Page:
Demand for air freight in August was 2.3 per cent up on a year ago, though capacity rose even more, by 4.5 per cent, according to the International Air Transport Association.Alexandre de Juniac, IATA’s director general and chief executive, said: “August demand for air cargo grew at 2.3 per cent, unchanged from the previous month. Buoyant consumer confidence, the growth of international e-commerce and the broad-based global economic upturn are behind the growth.
“But there are downside risks. Order books are weakening and supply delivery times are lengthening. And the growing trade tensions are a spectre over the industry. The early focus of tariffs was not on products typically carried by air. But as the list of tariffs grows so does the air cargo industry’s vulnerability.
“And, we can expect souring trading relations to eventually impact business travel. There are no winners in trade wars,” said de Juniac.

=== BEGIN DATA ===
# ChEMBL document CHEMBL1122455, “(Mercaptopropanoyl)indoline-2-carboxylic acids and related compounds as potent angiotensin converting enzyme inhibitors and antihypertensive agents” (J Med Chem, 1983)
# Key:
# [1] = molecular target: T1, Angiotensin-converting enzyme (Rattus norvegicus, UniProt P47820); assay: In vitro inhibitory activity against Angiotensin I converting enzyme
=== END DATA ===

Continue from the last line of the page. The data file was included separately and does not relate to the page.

European airlines posted the fastest growth of any region in August 2018, with an increase in demand of 3.7 per cent compared to the same period a year earlier, said IATA. Despite a weakening in manufacturing firms’ export order books in Europe, particularly Germany, international air cargo demand has trended upwards at an annualized rate of 8 per cent over the last six months. Strong conditions on the transatlantic market and a pickup in demand between Europe and Asia have driven this growth. Capacity increased by 5.2 per cent year-on-year.